Both all-sports KSTP and KFXN feature all-White daily lineups. The latter often boasts that they do have two Black on-air voices, but they are only heard on weekends.
Henry Lake offers his take on why local sports media diversity is so important: “Imagine the Minnesota Wild hockey team after a game walks into their locker room, and all of the reporters that they see are people of color and not people who look like them,” he explains. “That would be something for [the mostly White players] to deal with.
“Now let’s flip that — think about [the Wolves’] Karl-Anthony Towns, Andrew Wiggins, [the Vikings’] Everson Griffen and those individuals of color, and they walk into their clubhouse or locker room and don’t see a bunch of reporters that look like [them] who are on the radio or television in a full-time capacity.”
The Minneapolis-born Lake joined KFXN in the early 2000s and eventually co-hosted a weeknight show, then later was given his own show, but on Sunday mornings. He also was a regular on local television sports shows. But Lake eventually left the station and accepted a full-time midday slot on AM 610 Sports Radio in Kansas City in 2013.
When he left five years ago, the MSR then called Lake KFXN’s most talented but underused staffer and charged the station with needing a diversity infusion.
Lake, in an MSR exclusive interview, cited a Barnett Sports Media report that found only two of the top 30 U.S. major sports towns, San Diego and the Twin Cities, with no regular Black on-air personality on weekdays.
“Who in this community is the full-time person on any station that’s a person of color that didn’t play the game that’s on the air?” he asks. “There isn’t one, and that’s unfortunate. Something got to change,” says Lake.
Station officials this summer sought his interest in returning to his hometown, and Lake recently announced via Twitter he will return to the Twin Cities. “I want to thank all of the folks that I worked with at 610… The last five and a half years have been so much fun…but the Twin Cities is home.”
“Welcome back, Lake,” someone tweeted back. “It’ll be great to hear you on the MSP airwaves again,” tweeted another.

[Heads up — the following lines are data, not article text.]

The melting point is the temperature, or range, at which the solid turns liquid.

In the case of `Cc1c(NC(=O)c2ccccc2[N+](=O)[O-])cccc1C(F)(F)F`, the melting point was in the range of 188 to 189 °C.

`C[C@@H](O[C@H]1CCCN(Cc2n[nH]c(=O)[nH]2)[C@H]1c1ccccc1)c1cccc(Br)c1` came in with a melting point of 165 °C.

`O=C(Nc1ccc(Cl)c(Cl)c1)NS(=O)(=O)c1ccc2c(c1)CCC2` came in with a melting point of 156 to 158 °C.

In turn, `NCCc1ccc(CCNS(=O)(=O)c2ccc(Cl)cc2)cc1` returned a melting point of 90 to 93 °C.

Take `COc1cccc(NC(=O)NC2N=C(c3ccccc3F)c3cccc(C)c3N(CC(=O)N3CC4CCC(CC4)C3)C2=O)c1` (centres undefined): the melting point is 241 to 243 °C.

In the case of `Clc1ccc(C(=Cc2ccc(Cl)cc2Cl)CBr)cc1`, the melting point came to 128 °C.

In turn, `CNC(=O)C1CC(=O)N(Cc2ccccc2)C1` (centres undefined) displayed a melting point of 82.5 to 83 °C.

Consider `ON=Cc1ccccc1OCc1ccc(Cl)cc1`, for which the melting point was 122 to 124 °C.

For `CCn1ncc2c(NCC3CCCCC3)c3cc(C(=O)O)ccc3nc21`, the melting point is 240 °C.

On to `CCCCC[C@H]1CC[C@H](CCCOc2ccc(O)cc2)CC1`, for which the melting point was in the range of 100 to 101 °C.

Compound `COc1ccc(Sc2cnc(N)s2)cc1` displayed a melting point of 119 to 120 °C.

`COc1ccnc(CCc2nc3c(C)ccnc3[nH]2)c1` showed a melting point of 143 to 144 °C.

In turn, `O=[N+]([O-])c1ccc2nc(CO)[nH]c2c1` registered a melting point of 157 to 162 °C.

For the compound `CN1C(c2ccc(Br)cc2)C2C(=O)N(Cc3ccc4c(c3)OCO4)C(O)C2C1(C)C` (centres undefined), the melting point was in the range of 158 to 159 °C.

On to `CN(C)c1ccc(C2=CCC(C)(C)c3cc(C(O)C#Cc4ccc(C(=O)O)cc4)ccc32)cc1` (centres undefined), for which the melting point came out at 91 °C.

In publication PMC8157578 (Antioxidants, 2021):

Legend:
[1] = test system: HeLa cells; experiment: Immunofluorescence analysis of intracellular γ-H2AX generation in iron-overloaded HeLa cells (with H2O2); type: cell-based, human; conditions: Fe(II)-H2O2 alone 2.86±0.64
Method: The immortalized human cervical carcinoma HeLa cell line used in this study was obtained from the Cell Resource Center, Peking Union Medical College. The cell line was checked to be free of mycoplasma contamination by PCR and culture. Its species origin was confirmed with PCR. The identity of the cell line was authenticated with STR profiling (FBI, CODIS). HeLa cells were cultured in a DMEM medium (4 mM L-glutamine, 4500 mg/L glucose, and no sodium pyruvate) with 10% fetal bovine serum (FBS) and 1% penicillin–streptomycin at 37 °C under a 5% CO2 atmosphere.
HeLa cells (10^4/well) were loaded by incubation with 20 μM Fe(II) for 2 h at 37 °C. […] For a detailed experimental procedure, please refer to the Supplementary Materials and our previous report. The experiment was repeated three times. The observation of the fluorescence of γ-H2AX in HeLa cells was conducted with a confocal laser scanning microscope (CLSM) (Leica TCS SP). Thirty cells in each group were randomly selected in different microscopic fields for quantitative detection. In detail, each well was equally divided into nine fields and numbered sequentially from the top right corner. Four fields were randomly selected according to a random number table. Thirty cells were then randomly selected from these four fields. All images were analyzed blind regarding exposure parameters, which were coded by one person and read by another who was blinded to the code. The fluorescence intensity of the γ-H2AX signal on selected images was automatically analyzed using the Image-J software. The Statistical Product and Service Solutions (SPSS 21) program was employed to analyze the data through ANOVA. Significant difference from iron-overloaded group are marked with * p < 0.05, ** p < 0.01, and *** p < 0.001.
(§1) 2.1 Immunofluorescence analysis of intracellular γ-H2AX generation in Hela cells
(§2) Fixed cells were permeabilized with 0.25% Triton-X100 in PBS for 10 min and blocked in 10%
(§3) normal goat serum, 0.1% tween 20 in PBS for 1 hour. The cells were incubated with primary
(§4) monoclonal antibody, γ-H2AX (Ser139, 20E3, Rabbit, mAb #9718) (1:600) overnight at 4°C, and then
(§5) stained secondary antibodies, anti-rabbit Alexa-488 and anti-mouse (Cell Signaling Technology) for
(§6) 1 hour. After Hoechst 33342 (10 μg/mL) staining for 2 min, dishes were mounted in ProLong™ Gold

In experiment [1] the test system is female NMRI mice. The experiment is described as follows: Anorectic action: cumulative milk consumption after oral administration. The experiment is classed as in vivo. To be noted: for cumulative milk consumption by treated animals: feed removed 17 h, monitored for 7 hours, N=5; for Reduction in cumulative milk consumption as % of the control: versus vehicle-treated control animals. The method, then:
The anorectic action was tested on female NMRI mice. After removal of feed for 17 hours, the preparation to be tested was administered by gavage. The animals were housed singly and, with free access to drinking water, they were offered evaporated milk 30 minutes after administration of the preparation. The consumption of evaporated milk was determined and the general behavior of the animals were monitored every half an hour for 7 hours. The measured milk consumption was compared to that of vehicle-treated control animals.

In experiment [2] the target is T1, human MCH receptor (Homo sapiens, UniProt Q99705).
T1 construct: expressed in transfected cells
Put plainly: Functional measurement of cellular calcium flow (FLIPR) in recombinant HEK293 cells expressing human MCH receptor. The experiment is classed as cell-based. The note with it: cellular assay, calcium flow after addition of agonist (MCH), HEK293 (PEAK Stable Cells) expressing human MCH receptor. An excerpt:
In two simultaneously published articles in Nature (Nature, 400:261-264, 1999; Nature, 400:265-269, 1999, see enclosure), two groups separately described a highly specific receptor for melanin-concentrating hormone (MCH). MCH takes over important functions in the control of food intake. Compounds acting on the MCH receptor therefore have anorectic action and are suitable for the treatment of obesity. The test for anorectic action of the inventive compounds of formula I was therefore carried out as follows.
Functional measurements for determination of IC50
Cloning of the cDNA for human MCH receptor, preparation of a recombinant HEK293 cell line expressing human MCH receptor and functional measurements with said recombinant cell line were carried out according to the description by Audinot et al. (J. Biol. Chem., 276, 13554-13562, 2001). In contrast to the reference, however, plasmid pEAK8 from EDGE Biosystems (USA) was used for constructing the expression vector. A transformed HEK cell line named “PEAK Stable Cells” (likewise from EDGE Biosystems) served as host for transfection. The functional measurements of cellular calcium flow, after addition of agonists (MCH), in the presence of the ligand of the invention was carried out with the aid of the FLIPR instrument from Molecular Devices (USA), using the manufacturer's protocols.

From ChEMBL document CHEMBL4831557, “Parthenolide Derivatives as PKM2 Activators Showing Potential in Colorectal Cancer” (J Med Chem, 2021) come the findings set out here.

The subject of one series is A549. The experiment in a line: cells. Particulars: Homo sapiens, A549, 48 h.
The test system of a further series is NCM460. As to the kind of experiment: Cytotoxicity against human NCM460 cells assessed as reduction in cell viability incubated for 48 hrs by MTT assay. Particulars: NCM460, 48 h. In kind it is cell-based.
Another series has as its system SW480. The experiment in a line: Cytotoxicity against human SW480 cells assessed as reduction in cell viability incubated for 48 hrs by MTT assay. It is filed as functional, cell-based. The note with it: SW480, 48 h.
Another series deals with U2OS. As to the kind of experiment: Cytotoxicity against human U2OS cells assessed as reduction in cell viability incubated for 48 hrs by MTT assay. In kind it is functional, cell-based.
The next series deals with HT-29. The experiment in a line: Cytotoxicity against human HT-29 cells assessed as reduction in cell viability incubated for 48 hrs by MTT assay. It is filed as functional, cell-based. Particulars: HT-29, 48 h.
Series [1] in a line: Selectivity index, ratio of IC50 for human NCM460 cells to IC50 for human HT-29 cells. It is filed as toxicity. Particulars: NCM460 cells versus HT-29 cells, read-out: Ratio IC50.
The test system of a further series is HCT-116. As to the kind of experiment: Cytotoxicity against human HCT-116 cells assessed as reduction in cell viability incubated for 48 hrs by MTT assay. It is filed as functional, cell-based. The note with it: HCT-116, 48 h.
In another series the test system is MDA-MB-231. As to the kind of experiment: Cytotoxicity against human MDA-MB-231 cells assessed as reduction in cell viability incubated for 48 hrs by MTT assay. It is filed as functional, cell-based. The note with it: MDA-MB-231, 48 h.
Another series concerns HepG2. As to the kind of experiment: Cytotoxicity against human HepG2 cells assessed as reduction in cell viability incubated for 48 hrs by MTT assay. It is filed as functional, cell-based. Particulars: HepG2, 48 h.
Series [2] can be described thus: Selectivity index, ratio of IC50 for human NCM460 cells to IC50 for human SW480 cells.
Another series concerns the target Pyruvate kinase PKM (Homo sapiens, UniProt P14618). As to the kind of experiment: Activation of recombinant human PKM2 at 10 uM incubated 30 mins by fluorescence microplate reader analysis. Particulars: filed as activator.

“Getting out of a comfort zone where you know everybody, the landscape of the town, the teams and everybody, and getting away and going somewhere else, you have to be more reliant working on your craft and your skills. It really helped mold me as a better host,” Lake says of his five-year stint on Kansas City sports radio. “I loved it and wouldn’t take away anything about it. I absolutely would take the job in Kansas City if I had to do it over again. I enjoyed my time — I learned a lot and have grown a lot.”
Lake expects to return to the KFXN airwaves sometime next month, he told the MSR last weekend. “It’s one thing to put a former Gopher or former Wolf or former Twin out there and let them speak about the game,” he continues. “But it’s drastically different when you have people that grew up in the community that have the knowledge and have opinions that represent the community, but they are not given that platform.”
The “never played the game” people speaking on sports shouldn’t be relegated to Whites only, Lake says. “People who haven’t played the game but have strong opinions and are from the community,” especially Blacks and other people of color, should be hired as well.
Charles Hallman is a contributing reporter and award-winning sports columnist at the Minnesota Spokesman-Recorder.